Spain's nuclear regulator has ruled that the Garoña nuclear power plant is safe to operate beyond its current licence's arbitrarily imposed expiry date, while Canadian regulators have agreed to a licence extension and restart permission for Point Lepreau following major refurbishment.
|Point Lepreau (Image: NB Power)
Spain's nuclear regulator, the Consejo de Seguridad Nuclear (CSN), has reported to the Spanish government that there is no impediment from the point of view of nuclear safety or radiation protection to the operation of the Santa Maria de Garoña reactor beyond 2013.
The Spanish government approved only a four-year extension when the licence for Nuclenor's 446 MWe boiling water reactor when its licence last came up for renewal in 2009, even though the CSN had already ruled that the plant could operate safely until at least 2019. However, a cabinet decision last month by the recently elected conservative government overturned the decree that would have forced the plant to close in 2013.
The government then asked the CSN to review the situation, as well as considering any technical improvements that might be required for the plant to operate beyond 2013. The CSN has now made its report back to the Ministry of Industry, Energy and Tourism, the government office with responsibility for final decisions on nuclear plant operations in Spain.
When it ruled in 2009 that Garoña would be safe to operate to 2019, the CSN identified a number of improvements to be made at the plant over the next four years. In its new report, the CSN again emphasises that various nuclear safety and radiation protection conditions must be met for the plant to be allowed to operate to 2019. The plant's operators are required to satisfy the regulator that monitoring, inspection, maintenance and management activities carried out at the plant since July 2009 are consistent with those established for the renewal of the operating permit until 2019. This must be completed by July 2012.
Nuclenor must still apply for an extension to operate Garoña to 2019. The CSN has given the plant operator until September 2012 to submit the necessary supporting documents.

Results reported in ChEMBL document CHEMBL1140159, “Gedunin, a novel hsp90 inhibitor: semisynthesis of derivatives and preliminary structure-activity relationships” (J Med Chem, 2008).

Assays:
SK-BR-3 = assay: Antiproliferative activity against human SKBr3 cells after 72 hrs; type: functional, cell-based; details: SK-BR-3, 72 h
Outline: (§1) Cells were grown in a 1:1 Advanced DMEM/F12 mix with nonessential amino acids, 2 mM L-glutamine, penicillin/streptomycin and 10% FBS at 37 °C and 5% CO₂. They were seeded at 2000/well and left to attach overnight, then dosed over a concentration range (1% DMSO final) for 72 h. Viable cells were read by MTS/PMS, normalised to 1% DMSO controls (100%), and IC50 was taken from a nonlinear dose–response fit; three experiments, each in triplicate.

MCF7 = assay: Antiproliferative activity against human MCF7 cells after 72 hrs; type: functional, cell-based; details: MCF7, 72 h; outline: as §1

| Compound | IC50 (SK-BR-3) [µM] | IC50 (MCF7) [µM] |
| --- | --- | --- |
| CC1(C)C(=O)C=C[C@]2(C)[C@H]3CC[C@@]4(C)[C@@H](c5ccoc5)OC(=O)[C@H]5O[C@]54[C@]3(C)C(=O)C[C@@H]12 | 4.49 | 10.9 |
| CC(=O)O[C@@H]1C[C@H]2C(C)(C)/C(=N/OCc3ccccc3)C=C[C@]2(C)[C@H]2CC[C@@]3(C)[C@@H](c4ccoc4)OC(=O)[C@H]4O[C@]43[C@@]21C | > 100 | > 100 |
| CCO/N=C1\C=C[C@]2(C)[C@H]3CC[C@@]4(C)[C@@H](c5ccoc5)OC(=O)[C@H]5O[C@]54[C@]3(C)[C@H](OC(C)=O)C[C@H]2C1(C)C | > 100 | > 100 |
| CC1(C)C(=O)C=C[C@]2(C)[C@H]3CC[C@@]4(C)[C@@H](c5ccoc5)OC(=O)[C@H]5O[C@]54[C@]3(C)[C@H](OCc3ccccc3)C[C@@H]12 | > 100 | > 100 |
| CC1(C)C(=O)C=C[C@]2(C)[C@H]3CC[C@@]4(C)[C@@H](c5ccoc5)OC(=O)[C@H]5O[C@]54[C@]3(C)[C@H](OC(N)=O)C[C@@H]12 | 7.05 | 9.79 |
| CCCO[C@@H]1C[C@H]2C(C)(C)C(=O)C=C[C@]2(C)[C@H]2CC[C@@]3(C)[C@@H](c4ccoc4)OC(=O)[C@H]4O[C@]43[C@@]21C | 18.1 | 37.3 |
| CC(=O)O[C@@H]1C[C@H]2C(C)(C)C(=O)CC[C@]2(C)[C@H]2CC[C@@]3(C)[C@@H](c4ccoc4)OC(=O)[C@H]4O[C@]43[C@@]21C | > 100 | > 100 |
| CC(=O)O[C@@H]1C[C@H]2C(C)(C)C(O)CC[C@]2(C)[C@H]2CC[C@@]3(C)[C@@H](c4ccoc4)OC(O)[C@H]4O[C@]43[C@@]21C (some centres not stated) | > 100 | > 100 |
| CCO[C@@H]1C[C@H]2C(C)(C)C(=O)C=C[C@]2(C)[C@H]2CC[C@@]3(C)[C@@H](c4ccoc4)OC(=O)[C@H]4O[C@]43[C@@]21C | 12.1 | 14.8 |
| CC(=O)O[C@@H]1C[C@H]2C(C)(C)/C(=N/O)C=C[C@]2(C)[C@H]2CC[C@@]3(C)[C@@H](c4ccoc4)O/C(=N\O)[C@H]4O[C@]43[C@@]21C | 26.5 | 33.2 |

Point Lepreau good to go
Canadian regulators have announced a decision to renew the operating licence for New Brunswick Power's Point Lepreau plant for five years. The regulator has also given permission for fuel loading and restarting of the reactor, which has been offline since 2008 for major refurbishment work.
The Canadian Nuclear Safety Commission (CNSC) announced its decision to revoke the plant's current licence, replacing it with a new one valid to 30 June 2017, following a two day public hearing. The regulator has also recommended that a site-specific seismic hazard assessment be completed for the station, and has required New Brunswick Power to share the results through its public information program.
The single unit Point Lepreau plant is a 680 MWe Candu 6 pressurized heavy water plant, which began commercial operation in 1983. It was taken off line in March 2008 for a major refurbishment including the replacement of all 380 fuel channels, calandria tubes and feeder tubes, to enable the plant's operating life to be extended by an additional 25-30 years. Originally anticipated to take 16 months to complete, the C$1.4 billion ($1.4 billion) refurbishment has been further extended by the need to remove and replace all the calandria tubes for a second time after problems with seal tightness. The retubing is now anticipated to be finished by May 2012 with the plant expected to return to service later in the year.
New Brunswick Power vice president of generation Blair Kennedy said the company was pleased with the regulator's "positive decision", describing it as a vote of confidence from the CNSC. "I'm very proud of the accomplishments of our workers at the station," he said.
Researched and written
by World Nuclear News